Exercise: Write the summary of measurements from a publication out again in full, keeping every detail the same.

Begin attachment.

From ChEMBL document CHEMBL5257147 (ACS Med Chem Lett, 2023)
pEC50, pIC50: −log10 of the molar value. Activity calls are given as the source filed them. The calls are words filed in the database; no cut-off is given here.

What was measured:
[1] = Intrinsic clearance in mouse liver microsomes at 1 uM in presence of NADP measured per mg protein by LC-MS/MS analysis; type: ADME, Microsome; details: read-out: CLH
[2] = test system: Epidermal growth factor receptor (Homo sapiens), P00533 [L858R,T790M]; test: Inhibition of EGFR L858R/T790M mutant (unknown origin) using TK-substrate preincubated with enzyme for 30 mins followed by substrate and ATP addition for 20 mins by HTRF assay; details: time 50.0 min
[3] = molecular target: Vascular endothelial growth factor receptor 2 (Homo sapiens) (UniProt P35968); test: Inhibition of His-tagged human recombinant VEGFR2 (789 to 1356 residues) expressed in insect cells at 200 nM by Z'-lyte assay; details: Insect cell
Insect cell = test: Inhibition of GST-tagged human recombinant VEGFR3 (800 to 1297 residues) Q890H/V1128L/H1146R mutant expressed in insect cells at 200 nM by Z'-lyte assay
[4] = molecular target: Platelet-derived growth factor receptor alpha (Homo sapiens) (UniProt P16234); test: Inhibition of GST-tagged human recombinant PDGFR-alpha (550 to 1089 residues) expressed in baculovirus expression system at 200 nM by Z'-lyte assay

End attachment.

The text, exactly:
From ChEMBL document CHEMBL5257147 (ACS Med Chem Lett, 2023)
pEC50, pIC50: −log10 of the molar value. Activity calls are given as the source filed them. The calls are words filed in the database; no cut-off is given here.

What was measured:
[1] = Intrinsic clearance in mouse liver microsomes at 1 uM in presence of NADP measured per mg protein by LC-MS/MS analysis; type: ADME, Microsome; details: read-out: CLH
[2] = test system: Epidermal growth factor receptor (Homo sapiens), P00533 [L858R,T790M]; test: Inhibition of EGFR L858R/T790M mutant (unknown origin) using TK-substrate preincubated with enzyme for 30 mins followed by substrate and ATP addition for 20 mins by HTRF assay; details: time 50.0 min
[3] = molecular target: Vascular endothelial growth factor receptor 2 (Homo sapiens) (UniProt P35968); test: Inhibition of His-tagged human recombinant VEGFR2 (789 to 1356 residues) expressed in insect cells at 200 nM by Z'-lyte assay; details: Insect cell
Insect cell = test: Inhibition of GST-tagged human recombinant VEGFR3 (800 to 1297 residues) Q890H/V1128L/H1146R mutant expressed in insect cells at 200 nM by Z'-lyte assay
[4] = molecular target: Platelet-derived growth factor receptor alpha (Homo sapiens) (UniProt P16234); test: Inhibition of GST-tagged human recombinant PDGFR-alpha (550 to 1089 residues) expressed in baculovirus expression system at 200 nM by Z'-lyte assay